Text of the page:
Tag Archives: integrative medicine

How Cannabidiol Can Impact Your Health

Partner Blog: Foundation for Alternative and Integrative Medicine

Written By Dr. Joanne Quinn 

The body has an endocannabinoid system which produces cannabinoids naturally. The two main innate cannabinoids are anandamide and 2-AG with receptor sites throughout the body including the brain and the gut. We make our own cannabinoids during various activities like meditating, breast-feeding, or the runners high that joggers experience. When our natural endocannabinoid system is not operating normally there are symptoms which can culminate in many of the health issues listed below.

One way to bring balance to our endocannabinoid system is to supplement with plant cannabinoids found in Cannabis salvia plants including hemp and marijuana. There are many cannabinoids found in these plants with the two main ones being CBD (cannabidiol) and THC (tetrahydrocannabinol).

In hemp, the CBD is more prominent and in marijuana the THC typically is more prominent. However, marijuana plants are now being cultivated to be higher in CBD as a medicinal option. In addition to the cannabinoids found in cannabis, there are terpenes, flavonoids and waxes that are synergistic when the whole plant is used. CBD as a whole plant balances this endocannabinoid system bringing back health to the body.

THC has psychoactive components making one feel high and euphoric. THC and CBD both have healing benefits but in many cases the patient wants to avoid the psychotropic effects of THC. Thus the emphasis is often on CBD.

Research is showing that CBD offers more medical applications than THC. There are a tremendous number of conditions that research shows are helped with CBD. A quick search on PubMed will bring up studies confirming this. Conditions that were studied with favorable results include:

  1. Acne
  2. ADD and ADHD
  3. Addiction
  4. AIDS
  5. ALS
  6. Alzheimer’s disease
  7. Anorexia
  8. Antibiotic resistance
  9. Anxiety
  10. Atherosclerosis
  11. Arthritis
  12. Asthma
  13. Autism
  14. Bipolar disorder
  15. Cancer
  16. Colitis and Crohn’s
  17. Depression
  18. Diabetes
  19. Endocrine disorders
  20. Epilepsy and Seizures
  21. Fibromyalgia
  22. Glaucoma
  23. Heart disease
  24. Huntington’s disease
  25. Inflammation
  26. Irritable Bowel Syndrome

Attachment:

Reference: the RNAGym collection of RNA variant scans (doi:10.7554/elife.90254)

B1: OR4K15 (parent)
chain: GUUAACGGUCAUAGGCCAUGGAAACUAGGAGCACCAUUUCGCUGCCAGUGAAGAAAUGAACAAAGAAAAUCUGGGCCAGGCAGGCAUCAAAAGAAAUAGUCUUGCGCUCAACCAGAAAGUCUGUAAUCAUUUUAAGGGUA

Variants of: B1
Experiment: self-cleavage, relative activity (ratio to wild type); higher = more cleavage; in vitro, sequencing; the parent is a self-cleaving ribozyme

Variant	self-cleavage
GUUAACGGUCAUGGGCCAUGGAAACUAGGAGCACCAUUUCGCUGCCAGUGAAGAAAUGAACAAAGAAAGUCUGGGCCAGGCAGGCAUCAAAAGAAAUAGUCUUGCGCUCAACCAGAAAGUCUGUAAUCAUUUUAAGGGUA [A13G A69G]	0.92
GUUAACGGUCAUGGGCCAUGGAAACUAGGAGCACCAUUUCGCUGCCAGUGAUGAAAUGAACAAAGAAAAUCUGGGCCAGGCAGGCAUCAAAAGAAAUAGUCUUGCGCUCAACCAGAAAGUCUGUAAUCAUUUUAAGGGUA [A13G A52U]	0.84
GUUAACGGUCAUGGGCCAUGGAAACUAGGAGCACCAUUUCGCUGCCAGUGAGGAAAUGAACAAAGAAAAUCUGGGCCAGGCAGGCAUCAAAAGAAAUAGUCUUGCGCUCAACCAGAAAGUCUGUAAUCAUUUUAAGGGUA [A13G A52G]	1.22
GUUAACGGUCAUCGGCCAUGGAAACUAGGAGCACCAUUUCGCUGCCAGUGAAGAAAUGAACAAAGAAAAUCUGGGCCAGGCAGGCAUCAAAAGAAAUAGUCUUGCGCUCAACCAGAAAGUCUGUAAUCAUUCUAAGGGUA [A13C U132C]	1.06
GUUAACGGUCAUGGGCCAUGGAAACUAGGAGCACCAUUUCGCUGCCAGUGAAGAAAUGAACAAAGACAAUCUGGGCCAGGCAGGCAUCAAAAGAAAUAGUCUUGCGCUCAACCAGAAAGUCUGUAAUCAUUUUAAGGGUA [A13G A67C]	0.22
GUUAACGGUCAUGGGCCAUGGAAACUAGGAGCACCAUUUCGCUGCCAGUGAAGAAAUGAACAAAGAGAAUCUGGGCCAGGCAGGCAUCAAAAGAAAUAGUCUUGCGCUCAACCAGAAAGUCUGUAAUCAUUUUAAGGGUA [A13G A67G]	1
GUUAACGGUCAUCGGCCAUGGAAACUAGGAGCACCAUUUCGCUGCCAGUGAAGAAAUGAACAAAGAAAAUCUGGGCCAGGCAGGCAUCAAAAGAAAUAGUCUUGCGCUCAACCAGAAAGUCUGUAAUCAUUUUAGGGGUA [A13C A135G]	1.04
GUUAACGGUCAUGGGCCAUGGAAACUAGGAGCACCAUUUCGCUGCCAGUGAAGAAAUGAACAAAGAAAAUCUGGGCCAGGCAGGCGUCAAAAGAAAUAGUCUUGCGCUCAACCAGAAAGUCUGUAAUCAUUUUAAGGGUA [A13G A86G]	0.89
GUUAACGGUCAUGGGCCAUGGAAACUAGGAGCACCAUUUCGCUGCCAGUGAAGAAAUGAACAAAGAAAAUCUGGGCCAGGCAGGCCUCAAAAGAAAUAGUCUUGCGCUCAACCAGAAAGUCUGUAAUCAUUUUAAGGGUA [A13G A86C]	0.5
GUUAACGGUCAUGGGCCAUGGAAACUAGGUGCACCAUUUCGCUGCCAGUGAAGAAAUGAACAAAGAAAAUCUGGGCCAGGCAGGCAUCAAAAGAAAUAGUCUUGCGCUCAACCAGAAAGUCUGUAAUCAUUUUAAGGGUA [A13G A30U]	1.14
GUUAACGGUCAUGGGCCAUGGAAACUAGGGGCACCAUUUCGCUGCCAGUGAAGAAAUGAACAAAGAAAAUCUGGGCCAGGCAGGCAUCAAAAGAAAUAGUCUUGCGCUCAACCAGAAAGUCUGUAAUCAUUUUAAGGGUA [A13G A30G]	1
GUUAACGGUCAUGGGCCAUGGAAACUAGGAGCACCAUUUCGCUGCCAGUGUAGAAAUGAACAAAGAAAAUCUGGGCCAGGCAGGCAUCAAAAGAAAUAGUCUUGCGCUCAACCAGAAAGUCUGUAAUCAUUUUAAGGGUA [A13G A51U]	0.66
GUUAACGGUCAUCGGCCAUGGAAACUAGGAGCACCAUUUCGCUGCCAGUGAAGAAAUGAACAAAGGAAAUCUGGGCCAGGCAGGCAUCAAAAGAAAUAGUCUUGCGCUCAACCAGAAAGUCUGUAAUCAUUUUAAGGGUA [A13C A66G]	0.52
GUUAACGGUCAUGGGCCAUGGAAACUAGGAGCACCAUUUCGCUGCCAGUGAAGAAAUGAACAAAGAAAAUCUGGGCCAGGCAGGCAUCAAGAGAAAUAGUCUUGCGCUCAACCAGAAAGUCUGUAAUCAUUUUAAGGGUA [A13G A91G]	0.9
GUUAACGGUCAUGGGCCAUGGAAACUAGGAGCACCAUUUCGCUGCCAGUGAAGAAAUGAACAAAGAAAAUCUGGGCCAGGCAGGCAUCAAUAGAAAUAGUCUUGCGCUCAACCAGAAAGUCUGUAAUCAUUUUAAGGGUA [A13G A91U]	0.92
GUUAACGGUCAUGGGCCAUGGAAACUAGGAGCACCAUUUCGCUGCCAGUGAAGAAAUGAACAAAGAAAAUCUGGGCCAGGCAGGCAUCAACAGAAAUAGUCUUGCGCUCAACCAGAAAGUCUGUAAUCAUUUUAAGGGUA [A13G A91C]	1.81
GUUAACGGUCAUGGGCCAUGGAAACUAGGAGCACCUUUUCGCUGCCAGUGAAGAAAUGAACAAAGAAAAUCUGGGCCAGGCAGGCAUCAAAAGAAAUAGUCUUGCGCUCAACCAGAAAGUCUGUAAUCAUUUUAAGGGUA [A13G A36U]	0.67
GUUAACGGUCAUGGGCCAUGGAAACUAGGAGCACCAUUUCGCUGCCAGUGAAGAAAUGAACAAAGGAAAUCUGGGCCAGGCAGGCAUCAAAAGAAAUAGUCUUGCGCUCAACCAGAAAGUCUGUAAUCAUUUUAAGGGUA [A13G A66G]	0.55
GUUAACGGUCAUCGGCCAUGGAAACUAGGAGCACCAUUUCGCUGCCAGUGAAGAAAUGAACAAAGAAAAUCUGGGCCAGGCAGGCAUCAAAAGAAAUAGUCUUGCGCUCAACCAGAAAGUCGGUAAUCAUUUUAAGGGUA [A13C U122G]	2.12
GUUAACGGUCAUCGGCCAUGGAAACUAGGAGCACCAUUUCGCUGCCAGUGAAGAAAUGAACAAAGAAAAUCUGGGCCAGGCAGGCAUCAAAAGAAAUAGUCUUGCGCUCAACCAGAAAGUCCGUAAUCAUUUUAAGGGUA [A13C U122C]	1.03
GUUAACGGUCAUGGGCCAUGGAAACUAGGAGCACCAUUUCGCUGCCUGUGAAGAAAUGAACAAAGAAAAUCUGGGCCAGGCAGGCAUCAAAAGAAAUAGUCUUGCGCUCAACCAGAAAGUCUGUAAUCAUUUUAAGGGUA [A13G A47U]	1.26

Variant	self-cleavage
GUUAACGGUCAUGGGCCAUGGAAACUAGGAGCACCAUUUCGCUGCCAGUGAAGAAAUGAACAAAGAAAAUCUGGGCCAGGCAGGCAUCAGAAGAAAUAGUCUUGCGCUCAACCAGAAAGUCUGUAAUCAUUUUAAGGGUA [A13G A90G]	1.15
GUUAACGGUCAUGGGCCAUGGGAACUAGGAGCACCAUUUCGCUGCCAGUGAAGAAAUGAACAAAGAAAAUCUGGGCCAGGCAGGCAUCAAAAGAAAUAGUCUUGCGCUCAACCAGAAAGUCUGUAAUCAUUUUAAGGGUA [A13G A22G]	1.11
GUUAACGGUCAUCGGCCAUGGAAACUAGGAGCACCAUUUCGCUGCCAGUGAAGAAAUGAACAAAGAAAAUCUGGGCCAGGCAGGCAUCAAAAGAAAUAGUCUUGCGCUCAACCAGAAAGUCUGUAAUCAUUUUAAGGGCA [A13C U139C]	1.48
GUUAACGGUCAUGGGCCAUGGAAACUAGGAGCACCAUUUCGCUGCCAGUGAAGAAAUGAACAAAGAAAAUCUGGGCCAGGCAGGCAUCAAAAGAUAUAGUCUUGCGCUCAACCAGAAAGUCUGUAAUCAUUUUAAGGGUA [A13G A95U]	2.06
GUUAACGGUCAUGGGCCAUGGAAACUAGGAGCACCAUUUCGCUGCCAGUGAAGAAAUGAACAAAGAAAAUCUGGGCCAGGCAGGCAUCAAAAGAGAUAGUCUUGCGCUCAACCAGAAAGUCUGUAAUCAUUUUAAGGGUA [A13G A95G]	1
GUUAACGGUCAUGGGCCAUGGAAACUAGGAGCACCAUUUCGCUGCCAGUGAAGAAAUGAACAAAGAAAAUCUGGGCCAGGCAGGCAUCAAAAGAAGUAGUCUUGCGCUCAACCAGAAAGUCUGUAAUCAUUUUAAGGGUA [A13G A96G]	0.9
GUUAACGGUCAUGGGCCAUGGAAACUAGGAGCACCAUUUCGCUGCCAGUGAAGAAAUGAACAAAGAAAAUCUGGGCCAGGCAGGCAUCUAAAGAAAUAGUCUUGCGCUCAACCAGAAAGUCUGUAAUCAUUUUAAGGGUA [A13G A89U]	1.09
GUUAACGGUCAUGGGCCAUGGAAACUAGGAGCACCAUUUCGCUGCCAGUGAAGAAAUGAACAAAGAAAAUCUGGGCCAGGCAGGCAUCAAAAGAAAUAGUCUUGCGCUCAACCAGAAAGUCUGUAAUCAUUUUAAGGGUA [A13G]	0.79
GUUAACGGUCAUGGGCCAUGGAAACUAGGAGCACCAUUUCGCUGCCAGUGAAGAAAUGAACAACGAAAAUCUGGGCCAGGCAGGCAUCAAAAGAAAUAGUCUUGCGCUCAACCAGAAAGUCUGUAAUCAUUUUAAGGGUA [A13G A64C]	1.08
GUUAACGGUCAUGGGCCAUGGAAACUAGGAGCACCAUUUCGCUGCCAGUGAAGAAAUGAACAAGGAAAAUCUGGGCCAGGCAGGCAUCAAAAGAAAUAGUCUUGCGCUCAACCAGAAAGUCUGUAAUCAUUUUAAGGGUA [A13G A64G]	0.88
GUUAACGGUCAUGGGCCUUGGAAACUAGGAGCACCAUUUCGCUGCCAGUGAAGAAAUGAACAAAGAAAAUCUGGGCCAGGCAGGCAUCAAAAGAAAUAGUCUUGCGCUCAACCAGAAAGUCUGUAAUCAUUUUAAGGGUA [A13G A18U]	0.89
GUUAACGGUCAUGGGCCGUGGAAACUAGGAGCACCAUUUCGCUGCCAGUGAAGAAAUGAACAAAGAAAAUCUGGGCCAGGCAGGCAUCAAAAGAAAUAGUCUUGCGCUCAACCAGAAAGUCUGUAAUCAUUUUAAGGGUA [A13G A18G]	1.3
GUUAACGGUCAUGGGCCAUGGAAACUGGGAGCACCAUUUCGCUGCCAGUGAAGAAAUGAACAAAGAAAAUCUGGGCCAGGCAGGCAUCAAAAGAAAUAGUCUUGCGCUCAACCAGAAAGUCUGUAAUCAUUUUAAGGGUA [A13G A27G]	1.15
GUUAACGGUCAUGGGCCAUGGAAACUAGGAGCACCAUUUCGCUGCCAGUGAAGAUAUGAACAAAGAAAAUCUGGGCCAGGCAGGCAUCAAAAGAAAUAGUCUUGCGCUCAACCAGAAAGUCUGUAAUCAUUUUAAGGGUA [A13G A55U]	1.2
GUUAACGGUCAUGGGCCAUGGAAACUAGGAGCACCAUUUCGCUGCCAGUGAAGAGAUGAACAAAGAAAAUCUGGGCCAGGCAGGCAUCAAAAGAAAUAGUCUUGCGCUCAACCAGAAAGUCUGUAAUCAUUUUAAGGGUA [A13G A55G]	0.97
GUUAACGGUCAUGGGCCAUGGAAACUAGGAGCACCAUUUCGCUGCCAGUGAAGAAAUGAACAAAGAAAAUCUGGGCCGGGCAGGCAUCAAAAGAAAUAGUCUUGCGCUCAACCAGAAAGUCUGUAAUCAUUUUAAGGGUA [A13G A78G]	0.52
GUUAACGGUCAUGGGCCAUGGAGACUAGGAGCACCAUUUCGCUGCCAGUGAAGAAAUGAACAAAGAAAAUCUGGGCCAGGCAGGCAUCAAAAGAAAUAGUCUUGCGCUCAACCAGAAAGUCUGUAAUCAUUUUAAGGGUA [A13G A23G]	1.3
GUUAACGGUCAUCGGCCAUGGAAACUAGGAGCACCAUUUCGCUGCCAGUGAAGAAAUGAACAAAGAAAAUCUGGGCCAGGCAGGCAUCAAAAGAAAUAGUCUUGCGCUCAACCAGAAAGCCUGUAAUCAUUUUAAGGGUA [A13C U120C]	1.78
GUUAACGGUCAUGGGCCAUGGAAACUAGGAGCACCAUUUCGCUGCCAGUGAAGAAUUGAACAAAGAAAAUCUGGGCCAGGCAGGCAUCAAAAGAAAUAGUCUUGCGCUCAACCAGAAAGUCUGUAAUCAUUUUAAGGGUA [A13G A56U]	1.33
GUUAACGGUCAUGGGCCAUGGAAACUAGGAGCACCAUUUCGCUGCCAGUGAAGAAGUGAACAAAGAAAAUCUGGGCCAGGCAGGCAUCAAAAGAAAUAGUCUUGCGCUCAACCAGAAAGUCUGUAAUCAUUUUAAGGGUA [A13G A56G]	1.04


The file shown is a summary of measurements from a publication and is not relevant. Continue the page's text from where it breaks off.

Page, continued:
27. Kidney disease
  28. Liver disease
  29. Mad Cow disease
  30. Metabolic syndrome
  31. Migraine
  32. Mood disorders
  33. Motion sickness
  34. MS
  35. Nausea
  36. Neurodegeneration
  37. Neuropathic pain
  38. Obesity
  39. OCD
  40. Osteoporosis
  41. Parkinson’s disease
  42. PTSD
  43. Rheumatism
  44. Schizophrenia
  45. Sickle Cell Anemia
  46. Skin conditions
  47. Sleep disorders
  48. Spinal Cord Injury
  49. Stress
  50. Stroke and TBI

It is apparent the applications for CBD are numerous and broad scoped. One area of investigation by the US government included oxidative associated diseases, such as ischemia (including stroke), inflammation, autoimmune issues, Alzheimer’s disease, Parkinson’s, and other age related diseases. This research found that CBD was neuroprotective.

One of the more famous cases that brought CBD into the limelight was Charlotte Figi. She suffered from a rare form of epilepsy. After five years of trying every treatment doctors could think of, her condition continued to deteriorate. Her father found research that marijuana had helped other cases. They needed a strain of marijuana that was high in CBD and low in THC. This was no easy task but they finally found a source in Colorado. Charlotte’s condition improved immediately. She went from 300 seizures a week to not having any seizures in the first week of treatment. It was remarkable and life-saving for Charlotte.

In 2013 Dr. Sanjay Gupta produced a documentary for CNN called Weed. This documentary has three parts and is listed by title Weed in the videos section of the FAIM website. It is a two hour piece that gives the history of hemp and marijuana and insightful information on the pros and cons of both. Dr. Gupta has now produced Weed 4 which explains how cannabinoids can help people with opioid addiction.

CBD has a physiological impact on the body by upregulating the genes that help calm inflammation and down regulating the genes that promote inflammation. CBD causes a balancing cascade throughout the central nervous system, immune system, nervous system, cardiovascular system and lymphatic system. CBD, when taken as a nutritional supplement, participates in this endocannabinoid system bringing balance to the body.